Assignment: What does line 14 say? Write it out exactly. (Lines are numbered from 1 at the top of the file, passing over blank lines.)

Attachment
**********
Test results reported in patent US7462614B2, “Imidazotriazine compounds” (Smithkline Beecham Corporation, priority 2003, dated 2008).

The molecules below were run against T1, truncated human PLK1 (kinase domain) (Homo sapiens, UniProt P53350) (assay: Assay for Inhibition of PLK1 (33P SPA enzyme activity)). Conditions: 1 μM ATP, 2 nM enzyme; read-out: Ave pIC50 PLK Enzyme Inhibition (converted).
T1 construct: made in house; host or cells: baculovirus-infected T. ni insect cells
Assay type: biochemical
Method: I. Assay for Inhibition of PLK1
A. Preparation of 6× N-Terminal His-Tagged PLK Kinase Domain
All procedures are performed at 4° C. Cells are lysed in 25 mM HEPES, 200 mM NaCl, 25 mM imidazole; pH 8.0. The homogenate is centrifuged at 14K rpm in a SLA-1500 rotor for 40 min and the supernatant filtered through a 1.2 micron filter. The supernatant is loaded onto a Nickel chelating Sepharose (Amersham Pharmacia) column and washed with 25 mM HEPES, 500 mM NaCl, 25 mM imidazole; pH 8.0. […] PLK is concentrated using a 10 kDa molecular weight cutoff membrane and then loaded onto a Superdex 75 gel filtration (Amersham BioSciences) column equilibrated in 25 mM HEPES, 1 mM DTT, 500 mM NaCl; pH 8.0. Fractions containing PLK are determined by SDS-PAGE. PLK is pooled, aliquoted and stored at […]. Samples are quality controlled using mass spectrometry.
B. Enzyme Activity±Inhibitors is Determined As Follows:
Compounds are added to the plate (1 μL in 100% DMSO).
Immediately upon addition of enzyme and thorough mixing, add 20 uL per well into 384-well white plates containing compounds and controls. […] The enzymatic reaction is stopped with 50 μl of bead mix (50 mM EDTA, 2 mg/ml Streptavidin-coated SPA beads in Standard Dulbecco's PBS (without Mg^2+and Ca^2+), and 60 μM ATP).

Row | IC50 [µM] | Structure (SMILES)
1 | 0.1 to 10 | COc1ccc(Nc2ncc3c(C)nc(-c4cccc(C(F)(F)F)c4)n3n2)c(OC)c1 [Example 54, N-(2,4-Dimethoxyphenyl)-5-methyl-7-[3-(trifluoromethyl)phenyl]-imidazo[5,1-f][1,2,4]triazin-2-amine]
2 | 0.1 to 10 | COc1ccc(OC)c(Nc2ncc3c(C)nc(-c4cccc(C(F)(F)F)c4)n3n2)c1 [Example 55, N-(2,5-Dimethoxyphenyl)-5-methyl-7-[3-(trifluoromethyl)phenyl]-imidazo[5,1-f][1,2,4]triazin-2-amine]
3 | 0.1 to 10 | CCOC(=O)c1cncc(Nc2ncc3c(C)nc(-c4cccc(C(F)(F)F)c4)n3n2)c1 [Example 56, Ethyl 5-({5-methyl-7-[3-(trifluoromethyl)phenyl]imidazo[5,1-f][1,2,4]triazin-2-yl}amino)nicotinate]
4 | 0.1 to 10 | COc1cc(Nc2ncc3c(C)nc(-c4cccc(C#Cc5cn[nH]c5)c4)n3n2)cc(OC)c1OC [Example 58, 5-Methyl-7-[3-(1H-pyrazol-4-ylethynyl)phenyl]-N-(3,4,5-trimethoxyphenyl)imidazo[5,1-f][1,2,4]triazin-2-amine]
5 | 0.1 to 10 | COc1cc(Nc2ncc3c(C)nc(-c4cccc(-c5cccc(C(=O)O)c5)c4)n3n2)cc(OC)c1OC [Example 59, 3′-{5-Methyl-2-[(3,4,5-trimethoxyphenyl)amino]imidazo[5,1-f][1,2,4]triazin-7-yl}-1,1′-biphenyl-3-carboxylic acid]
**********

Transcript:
3 | 0.1 to 10 | CCOC(=O)c1cncc(Nc2ncc3c(C)nc(-c4cccc(C(F)(F)F)c4)n3n2)c1 [Example 56, Ethyl 5-({5-methyl-7-[3-(trifluoromethyl)phenyl]imidazo[5,1-f][1,2,4]triazin-2-yl}amino)nicotinate]